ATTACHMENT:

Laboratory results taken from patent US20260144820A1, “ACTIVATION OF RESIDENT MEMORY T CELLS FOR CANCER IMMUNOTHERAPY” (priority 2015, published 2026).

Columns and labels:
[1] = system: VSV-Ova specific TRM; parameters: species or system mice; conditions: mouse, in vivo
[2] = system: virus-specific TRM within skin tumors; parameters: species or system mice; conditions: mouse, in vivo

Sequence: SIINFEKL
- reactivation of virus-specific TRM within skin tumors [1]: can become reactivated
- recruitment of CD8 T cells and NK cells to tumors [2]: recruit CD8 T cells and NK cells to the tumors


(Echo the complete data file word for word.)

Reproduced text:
Laboratory results taken from patent US20260144820A1, “ACTIVATION OF RESIDENT MEMORY T CELLS FOR CANCER IMMUNOTHERAPY” (priority 2015, published 2026).

Columns and labels:
[1] = system: VSV-Ova specific TRM; parameters: species or system mice; conditions: mouse, in vivo
[2] = system: virus-specific TRM within skin tumors; parameters: species or system mice; conditions: mouse, in vivo

Sequence: SIINFEKL
- reactivation of virus-specific TRM within skin tumors [1]: can become reactivated
- recruitment of CD8 T cells and NK cells to tumors [2]: recruit CD8 T cells and NK cells to the tumors